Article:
IT will be the end of an era at the Limerick Institute of Technology (LIT) this month as one of its most loyal servants Dr Fergal Barry departs to take up the presidency at Galway-Mayo Institute of Technology (GMIT).
The Ennis Road man started as a fresh-faced student at the former Regional Technology College before taking on the role of lecturer and rising to the role of vice-president in research, development and enterprise.
As the Limerick Leader meets him in the cafeteria at the Moylish campus, Dr Barry greets everyone by name, with many stopping to shake his hand in congratulations over the elevation
“I will be leaving LIT with a heavy heart. Gone, but hopefully not forgotten,” he said. “LIT is a wonderful institute, and it is a community. Really for me, it has been a second home.”
Indeed, he compares his departure to leaving home for a second time.
Dr Barry will leave LIT to take up the role in Galway in October as it approaches its 50th anniversary.
Describing the appointment as “a meeting of needs between GMIT and my own creative objectives”, he said he wants to develop stronger ties between Limerick and Galway to counter-balance the Dublin and wider east coast region.
“If you look at this from a macro-economic perspective, Dublin is a functioning urban area, and you have Belfast and Cork as functioning urban areas. Between Limerick, Galway, Waterford and the other regions, you have to be collaborating to try and achieve [the same],” he said, “If you look at [Shannon] Airport it really needs to feed from both Galway and Limerick.”
Regional mergers must be the way forward, Dr Barry said, pointing out that in the last few years, colleges in Clonmel and Thurles have merged and are now under the banner of LIT.
“The only way to achieve anything in life is working with people and collaborating,” he points out.
Over the last decade, Dr Barry said he is particularly proud of how the college has widened participation across a range of sectors, particularly in the enterprise and research sectors.
“When I moved to development in 2005, there were 14 research projects in any given year. Now there are about 90 in any given year. We have 130 projects going on at any one time ranging from a €5 voucher up to multi-million euro projects,” he said.
The college has also expanded its global footprint, linking with 150 of its counterparts throughout the world during his reign, he adds.
“We have become very heavily involved in European projects to the extent where typically 50% of the research income comes from the EU and Enterprise Ireland,” he states.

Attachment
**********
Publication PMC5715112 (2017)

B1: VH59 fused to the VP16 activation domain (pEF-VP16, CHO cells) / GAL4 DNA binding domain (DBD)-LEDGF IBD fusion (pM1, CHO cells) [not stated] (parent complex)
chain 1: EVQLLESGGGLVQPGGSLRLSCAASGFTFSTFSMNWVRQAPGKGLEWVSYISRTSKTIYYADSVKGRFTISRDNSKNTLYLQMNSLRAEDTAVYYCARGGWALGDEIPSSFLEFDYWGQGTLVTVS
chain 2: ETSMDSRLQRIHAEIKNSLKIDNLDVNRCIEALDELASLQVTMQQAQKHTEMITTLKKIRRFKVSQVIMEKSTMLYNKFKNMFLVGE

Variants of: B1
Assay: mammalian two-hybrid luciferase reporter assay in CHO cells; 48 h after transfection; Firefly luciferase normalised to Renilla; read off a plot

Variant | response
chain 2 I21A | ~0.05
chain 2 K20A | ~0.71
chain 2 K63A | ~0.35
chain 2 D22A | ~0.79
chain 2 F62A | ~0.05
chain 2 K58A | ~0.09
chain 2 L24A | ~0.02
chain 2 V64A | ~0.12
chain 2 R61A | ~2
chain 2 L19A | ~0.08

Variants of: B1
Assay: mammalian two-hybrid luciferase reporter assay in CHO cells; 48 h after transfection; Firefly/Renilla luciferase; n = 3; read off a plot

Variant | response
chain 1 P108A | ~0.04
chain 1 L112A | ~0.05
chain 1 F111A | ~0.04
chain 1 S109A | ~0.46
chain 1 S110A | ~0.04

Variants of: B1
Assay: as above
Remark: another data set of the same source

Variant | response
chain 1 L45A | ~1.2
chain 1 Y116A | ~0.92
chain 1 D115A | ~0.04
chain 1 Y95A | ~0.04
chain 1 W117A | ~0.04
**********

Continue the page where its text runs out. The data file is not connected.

Away from academia, Dr Barry has played a key role in the city’s business community, succeeding auctioneer Gordon Kearney as Chamber president in 2012.
“I was very honoured and humbled to have been asked by Gordon Kearney to be his vice-president,” he said.
To this end, Dr Barry believes the business organisation is stronger than it was five years ago.
Although it has been two years since his presidency, he has remained an active member of its board, and takes part in his final meeting this week.
“You can give so much to an organisation before it is time to move on to allow for fresh thinking, for new ideas and a new energy to come into the organisation.”
Dr Barry led the Chamber as the final stages of the much-publicised council merger were put in place.
The Chamber was one of the first groups to call for the joining up of City Council and County Council, and he is glad to have been around to see it through to its conclusion.
“I was talking to Catherine Duffy of Northern Trust, and she told me that people commute to work there from 12 different counties. It gives practical evidence to the concept of city regions. People do need to look at the city and county as one, and I have always expected people to do this. Clare is the front-garden and Co Limerick and Co Kerry are the back gardens, and we should take that view,” he said.
Widening participation is something Dr Barry will look to increase when he takes up the GMIT presidency - he is hoping to decrease the number of students dropping out of third level education.
“We need to look at the introduction of more non-denominated programmes, so students can come in and get a flavour before they choose to specialise. There are over 1,400 programmes, and it is very difficult to choose at 17 and 18 years of age. It brings clarity, and gives students a bit more breathing space. They are coming out of a very competitive Leaving Certificate programme, and then on top of that, they are worrying about their college choice,” he said. “Everybody deserves a second chance. It should not be a case of ‘you picked the wrong course, so you should now walk away’.”
On a personal level, although Dr Barry will be sad to leave LIT, he hopes “Limerick will see more of me at weekends”.
While he will commute to Galway, Dr Barry is looking to move northwards with his wife Deirdre.
As he prepares to depart Limerick, he is confident the area is back in rude health, saying: “It is wonderful we have one vision for the city, and we can see the early fruits of it. I know from meeting a number of IDA itineraries in recent months that there will be further [jobs] announcements. Limerick is really at a turning point, and it is great to see this.”